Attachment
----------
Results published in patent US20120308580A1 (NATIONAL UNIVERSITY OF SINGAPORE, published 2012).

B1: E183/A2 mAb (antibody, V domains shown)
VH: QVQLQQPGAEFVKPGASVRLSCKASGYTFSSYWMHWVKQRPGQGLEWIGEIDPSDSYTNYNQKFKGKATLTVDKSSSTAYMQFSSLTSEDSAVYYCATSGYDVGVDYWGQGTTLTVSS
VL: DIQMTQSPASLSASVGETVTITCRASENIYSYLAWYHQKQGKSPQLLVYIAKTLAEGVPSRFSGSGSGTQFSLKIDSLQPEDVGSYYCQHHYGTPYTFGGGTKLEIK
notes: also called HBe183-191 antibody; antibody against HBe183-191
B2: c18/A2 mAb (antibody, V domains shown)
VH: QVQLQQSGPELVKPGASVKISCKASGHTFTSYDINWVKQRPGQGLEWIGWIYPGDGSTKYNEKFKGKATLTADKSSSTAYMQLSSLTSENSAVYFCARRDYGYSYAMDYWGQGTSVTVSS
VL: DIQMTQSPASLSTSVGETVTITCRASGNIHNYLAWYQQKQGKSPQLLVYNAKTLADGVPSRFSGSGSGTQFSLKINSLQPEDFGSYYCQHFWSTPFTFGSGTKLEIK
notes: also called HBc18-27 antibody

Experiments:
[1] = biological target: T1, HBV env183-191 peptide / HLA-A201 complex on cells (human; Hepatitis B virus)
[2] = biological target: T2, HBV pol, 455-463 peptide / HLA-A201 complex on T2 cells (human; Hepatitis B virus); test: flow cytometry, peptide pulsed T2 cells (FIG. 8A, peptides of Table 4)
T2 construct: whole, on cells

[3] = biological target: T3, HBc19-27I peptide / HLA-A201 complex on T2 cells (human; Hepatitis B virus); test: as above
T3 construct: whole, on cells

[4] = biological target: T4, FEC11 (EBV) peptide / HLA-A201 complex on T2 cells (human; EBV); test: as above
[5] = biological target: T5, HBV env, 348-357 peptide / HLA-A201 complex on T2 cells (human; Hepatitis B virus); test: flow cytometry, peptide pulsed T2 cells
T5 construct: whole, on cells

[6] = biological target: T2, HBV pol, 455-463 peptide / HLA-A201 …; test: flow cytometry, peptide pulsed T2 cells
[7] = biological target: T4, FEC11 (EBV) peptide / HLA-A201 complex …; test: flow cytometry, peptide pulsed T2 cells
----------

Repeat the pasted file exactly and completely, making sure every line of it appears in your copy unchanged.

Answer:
Results published in patent US20120308580A1 (NATIONAL UNIVERSITY OF SINGAPORE, published 2012).

B1: E183/A2 mAb (antibody, V domains shown)
VH: QVQLQQPGAEFVKPGASVRLSCKASGYTFSSYWMHWVKQRPGQGLEWIGEIDPSDSYTNYNQKFKGKATLTVDKSSSTAYMQFSSLTSEDSAVYYCATSGYDVGVDYWGQGTTLTVSS
VL: DIQMTQSPASLSASVGETVTITCRASENIYSYLAWYHQKQGKSPQLLVYIAKTLAEGVPSRFSGSGSGTQFSLKIDSLQPEDVGSYYCQHHYGTPYTFGGGTKLEIK
notes: also called HBe183-191 antibody; antibody against HBe183-191
B2: c18/A2 mAb (antibody, V domains shown)
VH: QVQLQQSGPELVKPGASVKISCKASGHTFTSYDINWVKQRPGQGLEWIGWIYPGDGSTKYNEKFKGKATLTADKSSSTAYMQLSSLTSENSAVYFCARRDYGYSYAMDYWGQGTSVTVSS
VL: DIQMTQSPASLSTSVGETVTITCRASGNIHNYLAWYQQKQGKSPQLLVYNAKTLADGVPSRFSGSGSGTQFSLKINSLQPEDFGSYYCQHFWSTPFTFGSGTKLEIK
notes: also called HBc18-27 antibody

Experiments:
[1] = biological target: T1, HBV env183-191 peptide / HLA-A201 complex on cells (human; Hepatitis B virus)
[2] = biological target: T2, HBV pol, 455-463 peptide / HLA-A201 complex on T2 cells (human; Hepatitis B virus); test: flow cytometry, peptide pulsed T2 cells (FIG. 8A, peptides of Table 4)
T2 construct: whole, on cells

[3] = biological target: T3, HBc19-27I peptide / HLA-A201 complex on T2 cells (human; Hepatitis B virus); test: as above
T3 construct: whole, on cells

[4] = biological target: T4, FEC11 (EBV) peptide / HLA-A201 complex on T2 cells (human; EBV); test: as above
[5] = biological target: T5, HBV env, 348-357 peptide / HLA-A201 complex on T2 cells (human; Hepatitis B virus); test: flow cytometry, peptide pulsed T2 cells
T5 construct: whole, on cells

[6] = biological target: T2, HBV pol, 455-463 peptide / HLA-A201 …; test: flow cytometry, peptide pulsed T2 cells
[7] = biological target: T4, FEC11 (EBV) peptide / HLA-A201 complex …; test: flow cytometry, peptide pulsed T2 cells